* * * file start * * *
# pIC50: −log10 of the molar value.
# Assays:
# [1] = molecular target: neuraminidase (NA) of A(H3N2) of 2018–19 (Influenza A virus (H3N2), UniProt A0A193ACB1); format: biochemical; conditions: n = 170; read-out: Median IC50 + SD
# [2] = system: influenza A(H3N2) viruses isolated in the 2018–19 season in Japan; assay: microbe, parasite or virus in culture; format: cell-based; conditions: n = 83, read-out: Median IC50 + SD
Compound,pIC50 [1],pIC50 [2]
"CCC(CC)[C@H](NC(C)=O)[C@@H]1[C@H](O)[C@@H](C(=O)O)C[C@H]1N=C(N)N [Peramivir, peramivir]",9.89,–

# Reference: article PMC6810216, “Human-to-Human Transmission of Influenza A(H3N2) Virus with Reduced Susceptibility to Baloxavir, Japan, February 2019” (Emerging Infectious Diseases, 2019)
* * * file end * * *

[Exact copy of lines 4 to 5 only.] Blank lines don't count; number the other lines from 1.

# [2] = system: influenza A(H3N2) viruses isolated in the 2018–19 season in Japan; assay: microbe, parasite or virus in culture; format: cell-based; conditions: n = 83, read-out: Median IC50 + SD
Compound,pIC50 [1],pIC50 [2]